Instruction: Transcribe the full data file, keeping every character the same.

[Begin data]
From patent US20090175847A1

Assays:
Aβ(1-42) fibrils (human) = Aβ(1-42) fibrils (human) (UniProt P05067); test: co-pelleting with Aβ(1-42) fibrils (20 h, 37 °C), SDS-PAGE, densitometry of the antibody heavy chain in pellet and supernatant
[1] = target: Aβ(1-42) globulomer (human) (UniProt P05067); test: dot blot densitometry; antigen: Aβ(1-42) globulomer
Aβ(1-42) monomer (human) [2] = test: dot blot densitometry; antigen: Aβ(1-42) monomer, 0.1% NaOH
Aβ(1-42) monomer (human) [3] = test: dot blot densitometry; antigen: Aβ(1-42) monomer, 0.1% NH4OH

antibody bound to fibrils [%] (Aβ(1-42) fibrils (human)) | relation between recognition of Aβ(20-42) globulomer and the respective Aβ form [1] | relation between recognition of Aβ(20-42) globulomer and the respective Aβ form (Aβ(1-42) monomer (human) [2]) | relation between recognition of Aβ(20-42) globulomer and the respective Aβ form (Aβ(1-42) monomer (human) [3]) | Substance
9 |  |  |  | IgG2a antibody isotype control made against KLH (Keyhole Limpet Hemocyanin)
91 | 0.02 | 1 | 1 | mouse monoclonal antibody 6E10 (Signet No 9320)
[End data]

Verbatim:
From patent US20090175847A1

Assays:
Aβ(1-42) fibrils (human) = Aβ(1-42) fibrils (human) (UniProt P05067); test: co-pelleting with Aβ(1-42) fibrils (20 h, 37 °C), SDS-PAGE, densitometry of the antibody heavy chain in pellet and supernatant
[1] = target: Aβ(1-42) globulomer (human) (UniProt P05067); test: dot blot densitometry; antigen: Aβ(1-42) globulomer
Aβ(1-42) monomer (human) [2] = test: dot blot densitometry; antigen: Aβ(1-42) monomer, 0.1% NaOH
Aβ(1-42) monomer (human) [3] = test: dot blot densitometry; antigen: Aβ(1-42) monomer, 0.1% NH4OH

antibody bound to fibrils [%] (Aβ(1-42) fibrils (human)) | relation between recognition of Aβ(20-42) globulomer and the respective Aβ form [1] | relation between recognition of Aβ(20-42) globulomer and the respective Aβ form (Aβ(1-42) monomer (human) [2]) | relation between recognition of Aβ(20-42) globulomer and the respective Aβ form (Aβ(1-42) monomer (human) [3]) | Substance
9 |  |  |  | IgG2a antibody isotype control made against KLH (Keyhole Limpet Hemocyanin)
91 | 0.02 | 1 | 1 | mouse monoclonal antibody 6E10 (Signet No 9320)